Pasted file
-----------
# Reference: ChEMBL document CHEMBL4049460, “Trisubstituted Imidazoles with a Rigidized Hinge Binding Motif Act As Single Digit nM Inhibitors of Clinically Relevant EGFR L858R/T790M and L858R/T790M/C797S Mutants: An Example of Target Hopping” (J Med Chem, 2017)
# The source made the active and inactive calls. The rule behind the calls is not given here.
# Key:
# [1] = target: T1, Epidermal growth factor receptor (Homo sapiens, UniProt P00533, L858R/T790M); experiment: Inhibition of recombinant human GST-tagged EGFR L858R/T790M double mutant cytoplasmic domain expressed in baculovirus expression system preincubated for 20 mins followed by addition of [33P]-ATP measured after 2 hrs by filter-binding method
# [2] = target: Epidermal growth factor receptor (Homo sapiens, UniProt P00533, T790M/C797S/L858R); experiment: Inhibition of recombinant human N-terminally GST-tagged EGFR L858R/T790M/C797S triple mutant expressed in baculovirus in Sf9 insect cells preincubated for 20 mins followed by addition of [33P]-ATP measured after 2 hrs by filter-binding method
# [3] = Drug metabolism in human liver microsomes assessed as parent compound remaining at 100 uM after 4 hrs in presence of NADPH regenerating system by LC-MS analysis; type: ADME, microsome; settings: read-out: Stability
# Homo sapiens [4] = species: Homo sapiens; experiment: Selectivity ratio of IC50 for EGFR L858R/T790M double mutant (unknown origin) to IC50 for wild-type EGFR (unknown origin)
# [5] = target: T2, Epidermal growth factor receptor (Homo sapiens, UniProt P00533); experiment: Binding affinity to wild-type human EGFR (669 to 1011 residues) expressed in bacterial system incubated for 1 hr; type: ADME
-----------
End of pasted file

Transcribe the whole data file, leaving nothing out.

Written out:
# Reference: ChEMBL document CHEMBL4049460, “Trisubstituted Imidazoles with a Rigidized Hinge Binding Motif Act As Single Digit nM Inhibitors of Clinically Relevant EGFR L858R/T790M and L858R/T790M/C797S Mutants: An Example of Target Hopping” (J Med Chem, 2017)
# The source made the active and inactive calls. The rule behind the calls is not given here.
# Key:
# [1] = target: T1, Epidermal growth factor receptor (Homo sapiens, UniProt P00533, L858R/T790M); experiment: Inhibition of recombinant human GST-tagged EGFR L858R/T790M double mutant cytoplasmic domain expressed in baculovirus expression system preincubated for 20 mins followed by addition of [33P]-ATP measured after 2 hrs by filter-binding method
# [2] = target: Epidermal growth factor receptor (Homo sapiens, UniProt P00533, T790M/C797S/L858R); experiment: Inhibition of recombinant human N-terminally GST-tagged EGFR L858R/T790M/C797S triple mutant expressed in baculovirus in Sf9 insect cells preincubated for 20 mins followed by addition of [33P]-ATP measured after 2 hrs by filter-binding method
# [3] = Drug metabolism in human liver microsomes assessed as parent compound remaining at 100 uM after 4 hrs in presence of NADPH regenerating system by LC-MS analysis; type: ADME, microsome; settings: read-out: Stability
# Homo sapiens [4] = species: Homo sapiens; experiment: Selectivity ratio of IC50 for EGFR L858R/T790M double mutant (unknown origin) to IC50 for wild-type EGFR (unknown origin)
# [5] = target: T2, Epidermal growth factor receptor (Homo sapiens, UniProt P00533); experiment: Binding affinity to wild-type human EGFR (669 to 1011 residues) expressed in bacterial system incubated for 1 hr; type: ADME